The marine waters of the Pacific Northwest are particularly vulnerable to ocean acidification. Regional marine processes including coastal upwelling exacerbate the acidifying effects of global carbon dioxide emissions. Coastal upwelling brings deep ocean water, which is rich in carbon dioxide and low in pH, up into the coastal zone. This upwelled water has spent decades circulating deep in the ocean, out of contact with the atmosphere for 30 to 50 years. This means that the waters currently upwelled onto the coast of the Pacific Northwest reflect the atmospheric carbon dioxide concentrations of the 1970s and 1980s. We will continue to see more acidifying conditions coming from upwelled waters into the future.
Other local factors that include runoff of nutrients from land, and local emissions of carbon dioxide, nitrogen oxides, and sulfur oxides, which are absorbed by seawater from the atmosphere, also impact the chemistry of the waters of the Pacific Northwest. The relative importance of these local factors varies by location. For example, acidification along the outer coast of Washington and Puget Sound is strongly influenced by coastal upwelling while acidification in shallow estuaries, including those in Puget Sound, may be influenced more by run off from fresh water sources (which are naturally low in pH) that are carrying nutrients from human and natural sources.
Puget Sound Partnership
Shellfish along the West Coast is an $111 million industry, supplying 1000s of jobs in Oregon and Washington. Less than a decade ago, shellfish hatcheries in Oregon and Washington, essential to shellfish growers all along the West Coast, were on the verge of collapse. In 2012, scientists in Oregon found evidence that higher levels of carbon dioxide in the Pacific Ocean were responsible for the failure of oyster larvae to survive in 2005 at Whiskey Creek Shellfish Hatchery on Netarts Bay (Barton et al, 2012). Federal and state investments in monitoring of coastal seawater have helped to provide shellfish hatchery managers with real-time data on the seawater coming into their hatcheries. The data provide an early warning system, signaling the approach of cold, acidified seawater one to two days before it arrives in the sensitive coastal waters where shellfish larvae are cultivated. The data help hatchery managers schedule production when water quality is good, anticipate the need to buffer or adjust the chemistry of the water coming into their hatcheries, and avoid wasting valuable energy and other resources it water quality is poor.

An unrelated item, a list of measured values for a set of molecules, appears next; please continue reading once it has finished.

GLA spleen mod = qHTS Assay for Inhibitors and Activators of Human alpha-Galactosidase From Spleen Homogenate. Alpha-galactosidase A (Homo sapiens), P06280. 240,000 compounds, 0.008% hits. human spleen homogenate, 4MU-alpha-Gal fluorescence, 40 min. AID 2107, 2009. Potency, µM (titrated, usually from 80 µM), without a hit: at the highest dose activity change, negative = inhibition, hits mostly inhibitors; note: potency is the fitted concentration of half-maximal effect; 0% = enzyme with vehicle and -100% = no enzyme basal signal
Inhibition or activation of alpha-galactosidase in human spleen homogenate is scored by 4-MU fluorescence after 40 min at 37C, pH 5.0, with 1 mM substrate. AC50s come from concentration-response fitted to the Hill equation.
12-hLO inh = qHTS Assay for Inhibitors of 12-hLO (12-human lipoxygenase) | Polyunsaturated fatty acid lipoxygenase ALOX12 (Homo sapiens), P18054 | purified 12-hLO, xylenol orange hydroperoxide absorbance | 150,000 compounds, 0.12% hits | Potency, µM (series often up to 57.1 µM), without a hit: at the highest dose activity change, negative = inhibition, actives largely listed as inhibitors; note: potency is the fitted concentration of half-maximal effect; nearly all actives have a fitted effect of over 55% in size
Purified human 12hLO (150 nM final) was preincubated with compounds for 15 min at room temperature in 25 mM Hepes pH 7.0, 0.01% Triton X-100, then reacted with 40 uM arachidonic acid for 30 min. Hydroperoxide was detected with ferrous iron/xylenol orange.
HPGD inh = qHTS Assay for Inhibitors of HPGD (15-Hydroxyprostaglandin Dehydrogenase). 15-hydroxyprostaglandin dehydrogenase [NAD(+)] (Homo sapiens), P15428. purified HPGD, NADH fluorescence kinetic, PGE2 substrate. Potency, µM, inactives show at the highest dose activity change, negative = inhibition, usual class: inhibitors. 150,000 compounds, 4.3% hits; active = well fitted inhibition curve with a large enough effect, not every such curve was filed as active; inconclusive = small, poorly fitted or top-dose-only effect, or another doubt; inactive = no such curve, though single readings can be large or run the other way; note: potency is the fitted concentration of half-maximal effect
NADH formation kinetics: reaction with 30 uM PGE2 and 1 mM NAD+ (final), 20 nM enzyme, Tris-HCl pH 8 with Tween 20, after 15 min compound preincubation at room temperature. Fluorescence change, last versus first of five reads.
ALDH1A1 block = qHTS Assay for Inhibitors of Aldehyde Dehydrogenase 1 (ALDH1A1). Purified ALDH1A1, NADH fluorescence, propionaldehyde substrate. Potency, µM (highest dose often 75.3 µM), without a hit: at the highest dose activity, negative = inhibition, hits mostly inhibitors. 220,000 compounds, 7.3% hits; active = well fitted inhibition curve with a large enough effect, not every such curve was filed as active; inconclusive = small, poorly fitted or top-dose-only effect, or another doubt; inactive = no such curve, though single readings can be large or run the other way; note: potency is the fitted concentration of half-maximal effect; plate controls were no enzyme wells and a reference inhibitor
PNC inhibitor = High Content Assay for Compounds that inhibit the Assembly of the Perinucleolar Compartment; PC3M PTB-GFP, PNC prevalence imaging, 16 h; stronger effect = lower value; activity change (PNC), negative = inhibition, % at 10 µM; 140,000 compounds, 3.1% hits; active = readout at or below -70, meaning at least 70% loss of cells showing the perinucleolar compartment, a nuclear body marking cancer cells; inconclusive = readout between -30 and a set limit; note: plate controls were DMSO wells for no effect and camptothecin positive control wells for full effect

20 Facts About Ocean Acidification
Ocean Acidification in the Pacific Northwest: The Facts
This fact sheet summarizes our growing understanding of the causes and consequences of ocean acidification in the Pacific Northwest marine waters.
NOAA Pacific Marine Environmental Lab Carbon Program
NOAA Ocean Acidification Program
NOAA Northwest Fisheries Science Center
Washington State Blue Ribbon Panel on Ocean Acidification
Scientific Summary of Ocean Acidification in Washington State Marine Waters
West Coast Ocean Acidification and Hypoxia Science Panel
California Current Acidification Network (C-CAN)
Ocean Acidification Around the World
An interactive tool designed to make ocean acidification understandable by tracking emerging science and providing updates on what is occurring and where.
Washington Ocean Acidification Center
An informational website to bring information on ocean acidification to scientists, policymakers, and the public. Maintained by the International Geosphere-Biosphere Programme (IGBP).
NANOOS and the Shellfish Industry
A Senior Biologist at the Pacific Shellfish Institute describes how near-real time water quality data is used to inform shellfish growers and minimize larval mortalities.
IOOS Pacific Region Ocean Acidification
Ocean Technology Transition Project
NANOOS and its partners have been awarded a grant to improve OA observing capability along the U.S. west coast.
Related NANOOS Products
NANOOS Visualization System (NVS)
NVS Shellfish Growers App
NVS Data Explorer App
NVS Salish Cruise App
NOAA IOOS Video on Ocean Acidification
Washington Ocean Acidification Center
University of Washington Applied Physics Laboratory Video on the Washington Ocean Acidification Center and NANOOS
Acidity on the Halfshell
A five minute presentation by Libby Jewett of NOAA OAP.
Ocean Acidification in Puget Sound
Produced by students from the Suquamish Tribal Early College High School.
The Other CO2 Problem
Animation video by Ridgeway School students, Plymouth, UK.
Tracking an Ocean of Carbon
Narrated by Dr. Chris Sabine.
A short BBC Newsnight film on the impact of CO2 on the Ocean.
National Observing System Partners
Integrated Ocean Observing System IOOS